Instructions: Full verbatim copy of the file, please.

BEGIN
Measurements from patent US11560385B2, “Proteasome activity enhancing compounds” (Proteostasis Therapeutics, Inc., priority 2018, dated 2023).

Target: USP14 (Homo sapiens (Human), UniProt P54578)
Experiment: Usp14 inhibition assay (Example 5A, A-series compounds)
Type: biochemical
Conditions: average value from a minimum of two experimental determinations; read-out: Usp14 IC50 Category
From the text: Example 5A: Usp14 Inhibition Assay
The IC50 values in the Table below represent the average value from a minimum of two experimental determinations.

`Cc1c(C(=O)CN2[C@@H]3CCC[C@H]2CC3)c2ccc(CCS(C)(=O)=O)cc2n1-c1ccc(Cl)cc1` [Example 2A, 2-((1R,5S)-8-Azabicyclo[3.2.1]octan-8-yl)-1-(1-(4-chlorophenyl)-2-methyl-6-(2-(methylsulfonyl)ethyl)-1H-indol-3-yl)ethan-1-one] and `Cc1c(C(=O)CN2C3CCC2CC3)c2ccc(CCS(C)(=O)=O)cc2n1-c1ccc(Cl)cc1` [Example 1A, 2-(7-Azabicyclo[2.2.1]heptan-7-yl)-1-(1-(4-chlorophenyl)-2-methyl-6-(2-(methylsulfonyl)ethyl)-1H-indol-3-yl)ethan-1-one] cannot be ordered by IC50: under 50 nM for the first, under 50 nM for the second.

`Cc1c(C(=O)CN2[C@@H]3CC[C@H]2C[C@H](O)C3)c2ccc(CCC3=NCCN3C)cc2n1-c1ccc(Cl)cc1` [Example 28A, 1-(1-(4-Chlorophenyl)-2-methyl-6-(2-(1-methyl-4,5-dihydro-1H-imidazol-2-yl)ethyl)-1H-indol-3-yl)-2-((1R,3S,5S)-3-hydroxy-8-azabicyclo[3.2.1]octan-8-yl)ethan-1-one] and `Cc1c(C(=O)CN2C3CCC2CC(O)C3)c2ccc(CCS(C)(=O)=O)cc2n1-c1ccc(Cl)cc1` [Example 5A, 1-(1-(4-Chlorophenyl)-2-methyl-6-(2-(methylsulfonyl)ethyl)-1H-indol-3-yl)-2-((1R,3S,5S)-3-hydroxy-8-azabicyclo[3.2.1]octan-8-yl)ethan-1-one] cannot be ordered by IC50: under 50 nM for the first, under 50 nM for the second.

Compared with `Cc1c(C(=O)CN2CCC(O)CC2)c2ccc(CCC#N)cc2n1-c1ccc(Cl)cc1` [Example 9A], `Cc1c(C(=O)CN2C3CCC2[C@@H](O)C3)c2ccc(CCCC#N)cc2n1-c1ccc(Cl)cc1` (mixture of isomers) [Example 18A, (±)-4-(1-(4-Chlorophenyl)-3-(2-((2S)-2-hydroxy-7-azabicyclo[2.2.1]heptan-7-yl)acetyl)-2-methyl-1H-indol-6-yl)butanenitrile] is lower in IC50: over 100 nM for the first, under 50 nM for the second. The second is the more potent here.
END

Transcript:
Measurements from patent US11560385B2, “Proteasome activity enhancing compounds” (Proteostasis Therapeutics, Inc., priority 2018, dated 2023).

Target: USP14 (Homo sapiens (Human), UniProt P54578)
Experiment: Usp14 inhibition assay (Example 5A, A-series compounds)
Type: biochemical
Conditions: average value from a minimum of two experimental determinations; read-out: Usp14 IC50 Category
From the text: Example 5A: Usp14 Inhibition Assay
The IC50 values in the Table below represent the average value from a minimum of two experimental determinations.

`Cc1c(C(=O)CN2[C@@H]3CCC[C@H]2CC3)c2ccc(CCS(C)(=O)=O)cc2n1-c1ccc(Cl)cc1` [Example 2A, 2-((1R,5S)-8-Azabicyclo[3.2.1]octan-8-yl)-1-(1-(4-chlorophenyl)-2-methyl-6-(2-(methylsulfonyl)ethyl)-1H-indol-3-yl)ethan-1-one] and `Cc1c(C(=O)CN2C3CCC2CC3)c2ccc(CCS(C)(=O)=O)cc2n1-c1ccc(Cl)cc1` [Example 1A, 2-(7-Azabicyclo[2.2.1]heptan-7-yl)-1-(1-(4-chlorophenyl)-2-methyl-6-(2-(methylsulfonyl)ethyl)-1H-indol-3-yl)ethan-1-one] cannot be ordered by IC50: under 50 nM for the first, under 50 nM for the second.

`Cc1c(C(=O)CN2[C@@H]3CC[C@H]2C[C@H](O)C3)c2ccc(CCC3=NCCN3C)cc2n1-c1ccc(Cl)cc1` [Example 28A, 1-(1-(4-Chlorophenyl)-2-methyl-6-(2-(1-methyl-4,5-dihydro-1H-imidazol-2-yl)ethyl)-1H-indol-3-yl)-2-((1R,3S,5S)-3-hydroxy-8-azabicyclo[3.2.1]octan-8-yl)ethan-1-one] and `Cc1c(C(=O)CN2C3CCC2CC(O)C3)c2ccc(CCS(C)(=O)=O)cc2n1-c1ccc(Cl)cc1` [Example 5A, 1-(1-(4-Chlorophenyl)-2-methyl-6-(2-(methylsulfonyl)ethyl)-1H-indol-3-yl)-2-((1R,3S,5S)-3-hydroxy-8-azabicyclo[3.2.1]octan-8-yl)ethan-1-one] cannot be ordered by IC50: under 50 nM for the first, under 50 nM for the second.

Compared with `Cc1c(C(=O)CN2CCC(O)CC2)c2ccc(CCC#N)cc2n1-c1ccc(Cl)cc1` [Example 9A], `Cc1c(C(=O)CN2C3CCC2[C@@H](O)C3)c2ccc(CCCC#N)cc2n1-c1ccc(Cl)cc1` (mixture of isomers) [Example 18A, (±)-4-(1-(4-Chlorophenyl)-3-(2-((2S)-2-hydroxy-7-azabicyclo[2.2.1]heptan-7-yl)acetyl)-2-methyl-1H-indol-6-yl)butanenitrile] is lower in IC50: over 100 nM for the first, under 50 nM for the second. The second is the more potent here.